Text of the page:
During the Revolutionary War Winter encampment (1778-1779) at Camp Reading, Joseph Johnson was furloughed on December 25, 1778 for 30 days. He was also listed as, "on Detachment," during the months of February, March, and April of 1779. More information is needed to determine what he was doing while on detached service, but there may be a hint in his sister, Faith (Watrous) Isham's affidavit when she applied for a pension for her husband, Isaac Isham's Revolutionary War service. She mentions that her husband Isaac Isham, and brother Joseph Johnson, drove wagons from, "Colchester to headquarters of the army at Hartford and in the neighboring Country." This service lasted several months, it's just hard to determine the dates when this actually took place. He may have been transporting food/clothing/military supplies for the army while on detached service?
Colonel John Durkee's Fourth Connecticut Regiment of the Continental Line, along with the Third Connecticut, Sixth Connecticut, and Eighth Connecticut Regiments of the Continental Line were part of General Samuel Parson's First Connecticut Brigade. In February 1998, local historians gave us a private tour of the encampment site of Gen. Parson's Brigade, and we were able to fire a musket salute in their honor. An article regarding the preservation of this Revolutionary War Winter encampment site was published in the Spring 1998, Volume XCII, No. 4, issue of the SAR (Sons of the American Revolution) Magazine.
"May it please your Excellency. The Sense of the Importance of opposing with Force, ye attempts of Great Britain to enslave our Country, induces us to lay before your Excellency the Condition of that Part of ye Army raised from the State of Connecticut & ye great danger of their disbanding & returning to their several Homes.'
The petition described the living conditions of the Connecticut soldiers, the lack of food, clothing, and money during the Winter encampment.
"wee assure you not less than four hundred are to this Day totally destitute, & no one has received two Blankets according to Contract, nor has more than one half of the Cloathing promised ever been received or any compensation made for ye deficiency, that when they have Coats they are without Breeches, & when they are supplied with Shoes, they have neither Stockings nor Shirts, & at this Inclement Season many of our Men are suffering for want of Blanketts, Shirts, Breeches, Shoes & Stockings, & some are destitute of Coats & Waistcoats."
The Connecticut soldiers are, "naked in a severe Winter, they are hungry & have no money. Wee have promised them redress, wee have assured them of ye good Intentions of their Country towards them, & that Justice was intended & would be done them, but their patience is exhausted & wee shall not be able longer to gain Credit with them."
In closing the Connecticut soldiers asked Gov. Jonathan Trumbull to bring these grievances before the General Assembly, and to address and prevent the desertion of a naked and starving army at Camp Reading.
"Wee beg your Excellency to lay this Representation before ye Assembly & to assure them wee have ye most ardent Desire to assist in our several Stations in reducing that Power which involved our Country in this Cruel War & to promote that Order & decency in ye Soldiery, so necessary to ye Attainment of this End."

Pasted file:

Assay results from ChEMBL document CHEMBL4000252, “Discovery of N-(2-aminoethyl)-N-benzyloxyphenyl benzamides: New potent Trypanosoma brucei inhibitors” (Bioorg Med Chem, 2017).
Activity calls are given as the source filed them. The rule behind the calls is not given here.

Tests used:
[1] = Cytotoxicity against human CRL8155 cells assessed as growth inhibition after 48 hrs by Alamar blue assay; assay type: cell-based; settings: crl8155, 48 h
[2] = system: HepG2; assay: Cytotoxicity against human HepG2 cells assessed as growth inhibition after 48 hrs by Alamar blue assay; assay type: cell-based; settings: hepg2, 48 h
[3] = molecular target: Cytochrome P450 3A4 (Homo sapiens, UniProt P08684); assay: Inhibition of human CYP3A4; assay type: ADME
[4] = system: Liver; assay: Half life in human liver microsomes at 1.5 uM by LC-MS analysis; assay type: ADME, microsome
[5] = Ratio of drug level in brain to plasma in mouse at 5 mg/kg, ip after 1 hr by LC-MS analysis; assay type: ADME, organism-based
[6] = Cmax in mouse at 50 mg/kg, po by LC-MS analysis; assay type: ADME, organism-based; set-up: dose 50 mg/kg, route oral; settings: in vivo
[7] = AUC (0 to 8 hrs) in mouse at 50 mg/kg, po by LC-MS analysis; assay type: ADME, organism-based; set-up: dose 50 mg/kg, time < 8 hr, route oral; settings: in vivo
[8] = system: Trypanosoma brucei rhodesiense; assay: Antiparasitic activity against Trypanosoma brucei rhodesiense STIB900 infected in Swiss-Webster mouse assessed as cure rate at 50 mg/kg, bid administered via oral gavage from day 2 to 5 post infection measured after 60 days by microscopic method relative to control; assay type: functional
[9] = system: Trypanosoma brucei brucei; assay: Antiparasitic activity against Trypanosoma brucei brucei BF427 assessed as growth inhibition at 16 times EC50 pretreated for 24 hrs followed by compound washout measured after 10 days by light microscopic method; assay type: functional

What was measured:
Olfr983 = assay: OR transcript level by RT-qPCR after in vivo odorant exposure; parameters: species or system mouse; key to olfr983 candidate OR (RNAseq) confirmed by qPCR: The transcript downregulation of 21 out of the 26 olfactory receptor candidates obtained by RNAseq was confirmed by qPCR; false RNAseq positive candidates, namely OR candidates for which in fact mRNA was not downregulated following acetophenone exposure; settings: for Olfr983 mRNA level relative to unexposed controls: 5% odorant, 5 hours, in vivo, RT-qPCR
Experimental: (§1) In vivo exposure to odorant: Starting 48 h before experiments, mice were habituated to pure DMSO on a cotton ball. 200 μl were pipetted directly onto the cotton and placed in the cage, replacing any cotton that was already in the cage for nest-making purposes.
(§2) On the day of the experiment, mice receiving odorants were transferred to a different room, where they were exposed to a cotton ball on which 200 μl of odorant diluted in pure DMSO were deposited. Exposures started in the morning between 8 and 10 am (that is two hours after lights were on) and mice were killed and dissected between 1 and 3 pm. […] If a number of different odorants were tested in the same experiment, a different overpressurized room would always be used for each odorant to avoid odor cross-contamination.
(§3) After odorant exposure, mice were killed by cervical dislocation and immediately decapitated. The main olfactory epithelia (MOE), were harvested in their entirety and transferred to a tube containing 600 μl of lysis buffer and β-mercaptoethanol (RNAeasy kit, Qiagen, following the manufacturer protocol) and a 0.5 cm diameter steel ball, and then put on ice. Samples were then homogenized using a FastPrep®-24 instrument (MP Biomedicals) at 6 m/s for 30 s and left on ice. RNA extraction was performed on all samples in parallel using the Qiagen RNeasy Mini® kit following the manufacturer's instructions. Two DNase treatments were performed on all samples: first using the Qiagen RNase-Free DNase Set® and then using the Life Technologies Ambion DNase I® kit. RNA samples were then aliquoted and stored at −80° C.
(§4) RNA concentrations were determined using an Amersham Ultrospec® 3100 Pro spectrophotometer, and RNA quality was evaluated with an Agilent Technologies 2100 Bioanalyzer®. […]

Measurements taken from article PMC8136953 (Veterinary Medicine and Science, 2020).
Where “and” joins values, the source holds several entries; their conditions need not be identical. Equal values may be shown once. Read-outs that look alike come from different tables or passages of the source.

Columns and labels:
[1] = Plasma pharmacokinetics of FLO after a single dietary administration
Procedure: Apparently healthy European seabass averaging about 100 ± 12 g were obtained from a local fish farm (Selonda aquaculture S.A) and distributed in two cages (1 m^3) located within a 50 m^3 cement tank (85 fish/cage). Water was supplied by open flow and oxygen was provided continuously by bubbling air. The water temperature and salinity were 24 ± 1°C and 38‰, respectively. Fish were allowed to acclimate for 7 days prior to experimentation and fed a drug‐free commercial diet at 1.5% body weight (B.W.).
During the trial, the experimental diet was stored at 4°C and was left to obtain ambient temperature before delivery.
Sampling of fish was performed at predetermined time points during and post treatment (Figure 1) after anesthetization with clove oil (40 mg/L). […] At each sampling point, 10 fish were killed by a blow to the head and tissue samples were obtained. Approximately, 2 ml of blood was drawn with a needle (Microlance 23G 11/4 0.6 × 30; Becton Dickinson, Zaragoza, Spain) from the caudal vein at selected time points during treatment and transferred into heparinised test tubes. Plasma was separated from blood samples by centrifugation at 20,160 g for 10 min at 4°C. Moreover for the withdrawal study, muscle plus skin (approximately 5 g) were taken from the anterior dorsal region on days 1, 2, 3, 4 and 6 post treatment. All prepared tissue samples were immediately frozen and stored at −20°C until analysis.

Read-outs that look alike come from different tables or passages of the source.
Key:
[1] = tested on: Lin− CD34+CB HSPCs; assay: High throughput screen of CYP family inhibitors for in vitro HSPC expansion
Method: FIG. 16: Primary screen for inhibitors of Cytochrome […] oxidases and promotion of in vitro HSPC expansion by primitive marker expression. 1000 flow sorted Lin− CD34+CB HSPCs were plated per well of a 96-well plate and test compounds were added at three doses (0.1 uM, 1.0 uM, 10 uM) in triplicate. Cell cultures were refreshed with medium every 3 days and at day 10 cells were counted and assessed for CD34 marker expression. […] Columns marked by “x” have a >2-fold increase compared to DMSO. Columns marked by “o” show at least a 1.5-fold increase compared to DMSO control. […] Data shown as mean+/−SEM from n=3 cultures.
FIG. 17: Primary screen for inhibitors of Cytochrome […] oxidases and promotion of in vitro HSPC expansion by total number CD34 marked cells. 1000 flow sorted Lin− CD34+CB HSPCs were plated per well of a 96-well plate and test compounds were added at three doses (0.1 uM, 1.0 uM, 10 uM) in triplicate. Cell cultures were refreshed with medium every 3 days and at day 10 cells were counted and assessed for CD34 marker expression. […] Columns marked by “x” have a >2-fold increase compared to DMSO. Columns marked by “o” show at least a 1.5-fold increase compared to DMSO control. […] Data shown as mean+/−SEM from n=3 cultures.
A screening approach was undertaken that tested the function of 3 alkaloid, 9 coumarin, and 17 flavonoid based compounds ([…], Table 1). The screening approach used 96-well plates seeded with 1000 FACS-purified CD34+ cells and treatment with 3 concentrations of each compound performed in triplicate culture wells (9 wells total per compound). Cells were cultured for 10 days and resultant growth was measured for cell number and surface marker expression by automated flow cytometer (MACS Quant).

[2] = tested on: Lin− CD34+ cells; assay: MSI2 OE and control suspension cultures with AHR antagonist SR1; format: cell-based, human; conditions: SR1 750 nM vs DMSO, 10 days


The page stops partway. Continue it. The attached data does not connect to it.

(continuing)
Revolutionary War soldiers during the Winter encampment.
Presented by the Gen. Israel Putnam Branch #4, Connecticut SAR (1996-2003).
"A Salute to George Washington," George Washington Bicentennial 1799-1999,
Scatacook District Boy Scout Camporee and Revolutionary War Encampment,
Putnam Memorial State Park, Redding, Connecticut, November 5-7, 1999.
On Wednesday October 5, 2005, the 11th Regiment of Connecticut Militia was invited to serve as the Color Guard at the State of Connecticut Ribbon Cutting Ceremony to open the new pavilion at Putnam Memorial State Park in Redding, Connecticut.
M. Jodi Rell, Governor of the State of Connecticut, Putnam Memorial State Park, Redding, CT.
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(1999 & 2001)
2. Affidavit of Faith Isham, page 6, Revolutionary War Pension Application of Isaac Isham, R.5491, can be accessed at www.fold3.com.
3. Undisturbed 1778-1779 Patriot Encampment Site Disclosed, Charles A. Couch, The SAR Magazine, The National Society of the Sons of the American Revolution, Spring, 1998, Vol. XCII, No. 4, pages 4-6.
4. American Christian Rulers or Religion and Men of Government, compiled by Rev. Edward J. Giddings, Bromfield & Company, New York, 1890, Digitized by Google, Google books, <https://books.google.com>.
5. The American Revolution A Picture Sourcebook, John Grafton, Dover Publications, Inc., New York, 1975, page 77.
6. The New England Historical & Genealogical Register and Antiquarian Journal, Volume XXVII, No. 1, January, 1873, New England Historic Genealogical Society, Boston, 1873, page 58, Digitized by Google, Google books, <https://books.google.com>.
9. Ibid. pages 58-59.
10. Ibid. page 59.
12. The American Revolution A Picture Sourcebook, John Grafton, Dover Publications, Inc., New York, 1975, page 77.
13. The Friends and Neighbors of Putnam Memorial State Park, Meeting Minutes, November 15, 1997, page 4.
15. *June 28, 2002, The History of the 11th Regiment of Connecticut Militia, Living History/Color Guard Unit of the Gen. Israel Putnam Branch #4 of the Connecticut Society of the Sons of the American Revolution, Raised 1993 & Organized 1995, The First Twenty Five Years, 2019 (unpublished history).
16. The Connecticut Line, Newsletter of The Connecticut Society of the Sons of the American Revolution, Inc., September 2001, page 3.